Property transfer tax is imposed on the fair market value of land on the date application is made to register a transfer in a Land Title Office. Certain interests registered against the title to a property, including interests that are not subject to the tax (such as lease agreements for less than 30 years), may reduce the fair market value of the property. This provides a tax planning opportunity to artificially reduce the fair market value of a property for tax purposes.
Effective March 28, 2000, an anti-avoidance rule is provided to require the fair market value of property to be determined without reference to any interest in the land already held by the transferee or by an individual or corporation related to the transferee. Exceptions are provided where tax has been paid on the fair market value of that interest or where the interest was registered before the Property Transfer Tax Act was introduced in 1987.
INTERNATIONAL FINANCIAL BUSINESS (TAX REFUND) ACT
TAX RATE USED TO CALCULATE REFUNDS CLARIFIED
The International Financial Business (Tax Refund) Act provides for refunds of provincial income taxes to eligible corporations on certain international financial transactions. British Columbia currently levies corporate income taxes at two rates: a basic rate of 16.5 per cent and a lower small business rate. Although some corporations that are eligible for refunds under the statute pay income tax at the small business rate, refunds are calculated at the higher basic rate.
Effective April 1, 2000, refunds paid under the International Financial Business (Tax Refund) Act will be calculated at the actual rate used in determining tax payable under the British Columbia Income Tax Act.
INCOME TAX ACT
EXPENDITURE BASE FOR THE FILM AND TELEVISION TAX CREDIT CLARIFIED
The Film and Television Tax Credit was introduced in 1998 as an incentive to film production in the province. Although the provincial credit is similar to the federal film tax credit under the Income Tax Act (Canada) there are certain differences. One important difference is the calculation of the expenditure base for the tax credit when there is more than one equity interest in the production.
Effective April 1, 2000, the legislation is amended to clarify that the "cost of production" for purposes of the provincial tax credit is the total of all expenditures paid by the production corporation.
RECAPTURE OF SCIENTIFIC RESEARCH AND EXPERIMENTAL DEVELOPMENT TAX CREDIT AUTHORIZED WHEN QUALIFYING PROPERTY SOLD OR CONVERTED TO COMMERCIAL USE
The British Columbia Scientific Research and Experimental Development Tax Credit is modeled on the federal tax credit program. Consistent with recent amendments to the Income Tax Act (Canada), the provincial legislation is amended effective April 1, 2000 to ensure that the tax credit is recaptured if qualifying property is disposed of to an arm's length party or converted to a commercial use.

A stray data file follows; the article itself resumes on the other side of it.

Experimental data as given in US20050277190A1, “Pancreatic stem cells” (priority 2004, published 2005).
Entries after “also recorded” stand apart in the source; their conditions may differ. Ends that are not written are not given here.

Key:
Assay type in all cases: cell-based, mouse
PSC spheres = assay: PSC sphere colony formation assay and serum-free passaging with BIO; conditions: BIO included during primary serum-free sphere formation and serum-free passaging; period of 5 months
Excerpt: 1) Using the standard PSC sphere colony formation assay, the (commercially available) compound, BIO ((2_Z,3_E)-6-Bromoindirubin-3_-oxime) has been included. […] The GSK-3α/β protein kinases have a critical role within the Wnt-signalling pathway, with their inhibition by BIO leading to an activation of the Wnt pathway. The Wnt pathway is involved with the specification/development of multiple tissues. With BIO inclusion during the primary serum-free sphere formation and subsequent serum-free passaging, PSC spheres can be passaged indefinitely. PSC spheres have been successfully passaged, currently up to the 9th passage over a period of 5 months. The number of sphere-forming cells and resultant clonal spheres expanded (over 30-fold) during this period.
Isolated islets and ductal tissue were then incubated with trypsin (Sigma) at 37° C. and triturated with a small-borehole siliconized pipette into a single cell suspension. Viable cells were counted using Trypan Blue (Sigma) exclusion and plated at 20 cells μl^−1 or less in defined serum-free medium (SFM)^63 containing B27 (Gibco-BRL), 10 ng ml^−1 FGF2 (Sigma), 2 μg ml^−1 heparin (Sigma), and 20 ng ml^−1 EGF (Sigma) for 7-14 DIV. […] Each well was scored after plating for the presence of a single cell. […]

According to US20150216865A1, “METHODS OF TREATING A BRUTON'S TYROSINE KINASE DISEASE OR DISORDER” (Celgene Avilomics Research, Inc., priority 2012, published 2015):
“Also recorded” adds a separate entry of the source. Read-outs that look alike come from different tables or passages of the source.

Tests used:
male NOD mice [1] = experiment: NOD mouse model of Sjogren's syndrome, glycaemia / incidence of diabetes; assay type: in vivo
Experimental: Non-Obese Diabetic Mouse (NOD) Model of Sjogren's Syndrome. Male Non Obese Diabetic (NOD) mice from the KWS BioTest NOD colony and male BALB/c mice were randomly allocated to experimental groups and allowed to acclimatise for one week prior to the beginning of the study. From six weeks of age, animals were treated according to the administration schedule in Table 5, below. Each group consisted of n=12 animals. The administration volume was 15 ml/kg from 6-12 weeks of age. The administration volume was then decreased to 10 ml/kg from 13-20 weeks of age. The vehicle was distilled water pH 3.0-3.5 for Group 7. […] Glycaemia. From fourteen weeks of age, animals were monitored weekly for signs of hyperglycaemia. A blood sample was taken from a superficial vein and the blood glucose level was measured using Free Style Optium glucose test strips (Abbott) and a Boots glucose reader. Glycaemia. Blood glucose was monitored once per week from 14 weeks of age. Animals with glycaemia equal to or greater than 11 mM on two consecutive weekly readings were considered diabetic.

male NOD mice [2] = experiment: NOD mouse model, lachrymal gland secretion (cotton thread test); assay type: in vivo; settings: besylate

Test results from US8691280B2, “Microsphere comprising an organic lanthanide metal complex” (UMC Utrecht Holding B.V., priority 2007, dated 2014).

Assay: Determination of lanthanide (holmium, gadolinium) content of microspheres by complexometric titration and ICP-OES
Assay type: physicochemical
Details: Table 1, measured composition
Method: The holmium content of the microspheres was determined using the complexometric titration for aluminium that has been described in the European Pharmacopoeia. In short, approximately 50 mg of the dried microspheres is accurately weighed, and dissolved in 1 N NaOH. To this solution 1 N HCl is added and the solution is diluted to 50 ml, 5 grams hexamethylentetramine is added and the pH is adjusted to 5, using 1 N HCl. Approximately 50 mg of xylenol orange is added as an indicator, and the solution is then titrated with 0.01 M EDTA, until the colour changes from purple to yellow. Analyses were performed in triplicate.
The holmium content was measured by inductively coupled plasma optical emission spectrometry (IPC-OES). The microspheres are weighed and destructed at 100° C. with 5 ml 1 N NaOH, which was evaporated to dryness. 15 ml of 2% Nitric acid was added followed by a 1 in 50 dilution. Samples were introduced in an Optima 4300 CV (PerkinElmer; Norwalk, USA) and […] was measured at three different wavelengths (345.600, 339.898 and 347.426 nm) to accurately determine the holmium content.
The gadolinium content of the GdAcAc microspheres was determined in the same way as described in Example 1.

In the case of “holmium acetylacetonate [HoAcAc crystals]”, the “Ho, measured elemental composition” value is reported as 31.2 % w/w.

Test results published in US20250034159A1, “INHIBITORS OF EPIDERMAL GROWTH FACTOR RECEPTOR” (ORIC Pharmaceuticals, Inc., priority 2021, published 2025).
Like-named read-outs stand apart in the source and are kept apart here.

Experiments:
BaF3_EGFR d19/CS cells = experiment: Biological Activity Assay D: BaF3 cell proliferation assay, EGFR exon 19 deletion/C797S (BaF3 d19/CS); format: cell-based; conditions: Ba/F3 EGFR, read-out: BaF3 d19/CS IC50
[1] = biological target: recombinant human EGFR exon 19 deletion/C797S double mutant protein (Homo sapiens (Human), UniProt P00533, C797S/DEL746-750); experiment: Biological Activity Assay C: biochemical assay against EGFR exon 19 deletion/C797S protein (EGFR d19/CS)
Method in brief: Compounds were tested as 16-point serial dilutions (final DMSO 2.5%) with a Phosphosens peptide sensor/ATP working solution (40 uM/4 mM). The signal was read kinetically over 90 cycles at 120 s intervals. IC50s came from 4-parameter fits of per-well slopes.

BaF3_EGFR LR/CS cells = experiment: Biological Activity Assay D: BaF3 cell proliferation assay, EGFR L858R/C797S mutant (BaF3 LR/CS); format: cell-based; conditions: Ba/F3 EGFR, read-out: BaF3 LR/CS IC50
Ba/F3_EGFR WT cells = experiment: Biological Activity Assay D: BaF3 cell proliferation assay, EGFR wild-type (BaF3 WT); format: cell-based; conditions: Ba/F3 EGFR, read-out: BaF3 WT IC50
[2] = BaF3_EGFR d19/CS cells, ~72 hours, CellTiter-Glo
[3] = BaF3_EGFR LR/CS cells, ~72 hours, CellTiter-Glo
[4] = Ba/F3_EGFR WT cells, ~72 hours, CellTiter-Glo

COLLECTION OF INFORMATION BY MINISTRY OF ENERGY AND MINES FOR ADMINISTRATION OF MINING EXPLORATION TAX CREDIT AUTHORIZED
The Mining Exploration Tax Credit was introduced in 1998 to provide an incentive for grassroots mineral exploration in the province. The Ministry of Energy and Mines is responsible for the provincial regulation of mining exploration activities in the province.
Effective April 1, 2000, the Income Tax Act is amended to streamline administration by allowing the Ministry of Energy and Mines to collect and share with the Ministry of Finance and Corporation Relations information pertinent to the administration of the Mining Exploration Tax Credit.
QUALIFYING EXPENDITURES FOR MINING EXPLORATION TAX CREDIT CLARIFIED
Certain provisions in the current Mining Exploration Tax Credit legislation have resulted in uncertainty for taxpayers. Effective April 1, 2000, the legislation is amended to clarify that expenditures eligible for the tax credit must:
CORPORATION CAPITAL TAX ACT
RULES GOVERNING TAXATION OF FOREIGN BANK BRANCHES IN BRITISH COLUMBIA INTRODUCED
On June 28, 1999, the federal Bank Act was amended to permit foreign banks to establish specialized, commercially focused branches in Canada. In view of the differing international standards for capital adequacy requirements and the potential difficulties associated with ascertaining the taxable capital of foreign financial institutions, the Corporation Capital Tax Act is amended effective April 1, 2000 to address the taxation of foreign bank branches. Amendments will ensure that foreign bank branches established in British Columbia are taxed on an equitable basis with domestic banks and Canadian subsidiaries of foreign banks currently operating in the province.
DEDUCTION OF INVESTMENTS IN PARTNERSHIPS IN THE COMPUTATION OF THE INVESTMENT ALLOWANCE CLARIFIED
In the calculation of the investment allowance under the Corporation Capital Tax Act, if a corporation has an interest in a partnership, the investment amount may be deducted and the corporation's share of partnership assets must be added. Partnership assets must be measured only at the taxation year-end of the partnership that falls within the corporation's taxation year. In certain circumstances a corporation will have a tax year that does not include a taxation year-end of the partnership. Currently, when this occurs, neither the corporation's share of partnership assets nor the investment amount in the partnership are included in the calculation.